Metalliques are metal lace, handcrafted slices of chrome-plated brass, razor- thin at five one-thousandths of an inch. Metallique production peaked in the late s. From the mid - s to the early s, customers could send in any lighter and have any available metallique - including metallique initials - applied to their lighters, thus making exact dating of some metalliques difficult. Some of the most famous and familiar metalliques include Kendall Oil, the two views of the Reveler, the Scotty dog, and the World's Fair. An attempt to reintroduce Zippo lighters with the distinctive look of the metallique as a part of our 65th Anniversary celebration was unsuccessful.

Fact - Zippo did manufacture lighters with a leather wrap. It was a way to give a new look to our product. A slightly shorter 10 was introduced in as the Deluxe All- Purpose Table Lighter, and in it was shortened again, to 3. In , the 10 began to utilize the same inside unit as a Zippo pocket lighter, and in , the 10 was renamed the Barcroft.

The Barcroft was produced until Lady Bradford The elegantly curved Lady Bradford, introduced in , is the first table lighter initially produced with and without a base. The model had a large inside unit and no base, both features that were changed in the model. Production of the Lady Bradford was discontinued in Moderne and Corinthian In I, Zippo introduced the Moderne, a cylinder shaped table lighter and the Corinthian, an urn shaped table lighter.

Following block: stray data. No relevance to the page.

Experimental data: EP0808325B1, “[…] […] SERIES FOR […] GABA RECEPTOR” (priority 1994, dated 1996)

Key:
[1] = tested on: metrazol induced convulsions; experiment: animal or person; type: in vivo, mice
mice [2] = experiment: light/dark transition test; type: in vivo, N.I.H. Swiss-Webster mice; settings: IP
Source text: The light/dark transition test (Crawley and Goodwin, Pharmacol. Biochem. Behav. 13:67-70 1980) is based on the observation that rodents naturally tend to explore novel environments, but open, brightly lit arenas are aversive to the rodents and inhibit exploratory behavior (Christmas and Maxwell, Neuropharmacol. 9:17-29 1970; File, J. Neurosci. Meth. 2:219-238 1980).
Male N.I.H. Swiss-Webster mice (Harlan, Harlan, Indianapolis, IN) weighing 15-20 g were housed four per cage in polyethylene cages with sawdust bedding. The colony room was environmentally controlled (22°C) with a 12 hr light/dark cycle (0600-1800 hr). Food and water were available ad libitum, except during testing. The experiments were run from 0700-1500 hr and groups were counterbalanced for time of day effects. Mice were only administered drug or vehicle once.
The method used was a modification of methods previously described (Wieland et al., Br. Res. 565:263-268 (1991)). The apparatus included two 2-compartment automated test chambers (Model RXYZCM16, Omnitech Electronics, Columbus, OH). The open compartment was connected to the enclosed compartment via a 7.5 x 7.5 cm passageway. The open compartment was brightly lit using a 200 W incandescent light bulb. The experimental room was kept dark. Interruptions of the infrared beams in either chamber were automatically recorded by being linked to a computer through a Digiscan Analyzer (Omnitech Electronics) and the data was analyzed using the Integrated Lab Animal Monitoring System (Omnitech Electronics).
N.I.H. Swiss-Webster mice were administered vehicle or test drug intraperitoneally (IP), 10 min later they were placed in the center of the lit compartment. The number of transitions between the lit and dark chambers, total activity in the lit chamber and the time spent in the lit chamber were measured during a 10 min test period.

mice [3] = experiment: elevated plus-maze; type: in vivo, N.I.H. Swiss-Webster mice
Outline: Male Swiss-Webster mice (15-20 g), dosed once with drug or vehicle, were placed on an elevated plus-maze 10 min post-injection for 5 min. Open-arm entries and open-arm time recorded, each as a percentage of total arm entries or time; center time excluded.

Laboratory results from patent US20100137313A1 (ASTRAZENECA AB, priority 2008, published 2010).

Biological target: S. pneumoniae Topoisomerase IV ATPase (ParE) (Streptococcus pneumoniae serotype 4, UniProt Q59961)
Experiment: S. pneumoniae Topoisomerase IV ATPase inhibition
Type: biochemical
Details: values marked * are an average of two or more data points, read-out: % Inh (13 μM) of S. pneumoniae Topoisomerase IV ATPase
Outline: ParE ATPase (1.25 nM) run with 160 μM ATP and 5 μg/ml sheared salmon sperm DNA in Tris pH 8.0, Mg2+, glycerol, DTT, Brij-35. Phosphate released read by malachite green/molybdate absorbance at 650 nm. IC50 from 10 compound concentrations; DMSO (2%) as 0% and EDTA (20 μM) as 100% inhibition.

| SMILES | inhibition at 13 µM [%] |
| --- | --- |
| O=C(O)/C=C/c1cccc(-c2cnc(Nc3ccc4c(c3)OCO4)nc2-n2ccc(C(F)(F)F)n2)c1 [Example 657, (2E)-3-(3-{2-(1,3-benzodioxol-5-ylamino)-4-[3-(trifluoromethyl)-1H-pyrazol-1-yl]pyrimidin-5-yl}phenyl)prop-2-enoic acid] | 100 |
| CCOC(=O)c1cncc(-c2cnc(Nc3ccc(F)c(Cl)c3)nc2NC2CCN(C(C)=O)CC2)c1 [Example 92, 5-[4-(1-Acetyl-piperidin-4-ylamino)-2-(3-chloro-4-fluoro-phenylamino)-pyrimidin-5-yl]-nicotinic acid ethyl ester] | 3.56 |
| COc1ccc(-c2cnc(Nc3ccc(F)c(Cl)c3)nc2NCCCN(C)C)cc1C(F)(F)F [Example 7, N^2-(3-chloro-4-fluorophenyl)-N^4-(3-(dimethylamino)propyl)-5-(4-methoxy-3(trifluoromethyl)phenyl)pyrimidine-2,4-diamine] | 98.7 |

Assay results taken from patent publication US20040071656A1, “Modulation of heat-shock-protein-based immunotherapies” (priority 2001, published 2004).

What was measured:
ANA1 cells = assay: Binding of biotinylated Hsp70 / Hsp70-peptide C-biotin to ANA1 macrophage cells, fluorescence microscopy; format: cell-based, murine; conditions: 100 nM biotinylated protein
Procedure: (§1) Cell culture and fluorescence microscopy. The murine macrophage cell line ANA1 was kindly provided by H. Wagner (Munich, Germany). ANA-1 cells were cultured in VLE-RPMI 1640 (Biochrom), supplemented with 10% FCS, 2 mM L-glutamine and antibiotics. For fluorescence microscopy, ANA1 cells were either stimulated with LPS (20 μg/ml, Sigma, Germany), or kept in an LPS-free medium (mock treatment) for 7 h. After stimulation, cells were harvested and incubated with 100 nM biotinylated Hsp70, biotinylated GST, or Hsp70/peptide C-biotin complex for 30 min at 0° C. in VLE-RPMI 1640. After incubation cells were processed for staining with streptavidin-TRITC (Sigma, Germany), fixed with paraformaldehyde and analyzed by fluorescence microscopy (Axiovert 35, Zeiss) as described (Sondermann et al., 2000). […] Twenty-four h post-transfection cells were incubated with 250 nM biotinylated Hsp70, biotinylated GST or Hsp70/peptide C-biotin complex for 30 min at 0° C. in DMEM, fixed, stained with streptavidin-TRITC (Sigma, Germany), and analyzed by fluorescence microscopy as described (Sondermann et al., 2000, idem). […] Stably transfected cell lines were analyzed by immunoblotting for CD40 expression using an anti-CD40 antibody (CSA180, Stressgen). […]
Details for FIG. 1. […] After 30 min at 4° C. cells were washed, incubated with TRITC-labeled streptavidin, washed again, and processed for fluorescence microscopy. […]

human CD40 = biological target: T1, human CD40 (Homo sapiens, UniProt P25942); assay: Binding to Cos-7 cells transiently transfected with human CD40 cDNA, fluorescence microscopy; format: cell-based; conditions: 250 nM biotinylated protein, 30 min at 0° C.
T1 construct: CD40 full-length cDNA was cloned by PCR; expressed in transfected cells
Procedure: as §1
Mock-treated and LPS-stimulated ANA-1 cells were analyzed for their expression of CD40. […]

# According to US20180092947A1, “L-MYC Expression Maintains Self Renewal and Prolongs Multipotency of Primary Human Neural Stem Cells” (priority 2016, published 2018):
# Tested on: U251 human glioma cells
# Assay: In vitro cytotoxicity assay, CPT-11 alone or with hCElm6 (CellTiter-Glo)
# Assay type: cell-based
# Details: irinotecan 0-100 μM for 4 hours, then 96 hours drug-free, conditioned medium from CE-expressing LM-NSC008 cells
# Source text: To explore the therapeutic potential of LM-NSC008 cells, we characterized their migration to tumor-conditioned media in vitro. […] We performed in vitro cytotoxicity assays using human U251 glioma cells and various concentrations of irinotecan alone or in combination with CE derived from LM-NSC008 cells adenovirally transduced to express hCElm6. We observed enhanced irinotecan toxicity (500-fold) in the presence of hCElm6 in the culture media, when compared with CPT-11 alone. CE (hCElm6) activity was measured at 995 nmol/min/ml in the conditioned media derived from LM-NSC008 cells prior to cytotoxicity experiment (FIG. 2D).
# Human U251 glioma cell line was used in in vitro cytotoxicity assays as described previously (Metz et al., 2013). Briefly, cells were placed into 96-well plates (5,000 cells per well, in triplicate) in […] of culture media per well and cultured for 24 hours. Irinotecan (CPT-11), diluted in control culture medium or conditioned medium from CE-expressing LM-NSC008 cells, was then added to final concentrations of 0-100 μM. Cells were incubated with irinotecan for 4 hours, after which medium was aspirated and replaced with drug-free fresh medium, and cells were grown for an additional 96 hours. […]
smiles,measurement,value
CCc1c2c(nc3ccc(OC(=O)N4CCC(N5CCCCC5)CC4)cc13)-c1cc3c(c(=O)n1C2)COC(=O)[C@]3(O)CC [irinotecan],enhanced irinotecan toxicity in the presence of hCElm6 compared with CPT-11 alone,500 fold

The Moderne was available in three different finishes: The Corinthian was also available in three finishes: Both the Moderne and Corinthian were discontinued in Handilite Introduced in , Zippo combined the unique styling of a traditional windproof pocket lighter with an attachable pedestal base to create the Handilite table lighter.

Lady Barbara Introduced in as part of the 65th Anniversary accessories collection, the Lady Barbara was added to the Zippo line in The pewter base nested an antique silver plate lighter, which could be easily lifted out for use or refilling. The company archives are filled with letters detailing the services a Zippo lighter was called to perform: On several occasions, a Zippo lighter in a shirt or pants pocket even saved a life by deflecting bullets.

No wonder legendary war correspondent Ernie Pyle wrote, "Getting hold of a Zippo lighter is like getting hold of a hunk of gold. There is truly nothing the average soldier would rather have. Today collectors refer to these rare models as black crackle lighters. Walter Nadler In the early s, a Zippo employee found a genuine black crackle World War ll-era lighter bearing a simple hand-carved inscription, "Walter Nadler" on the front and "June 6, , France" on the back.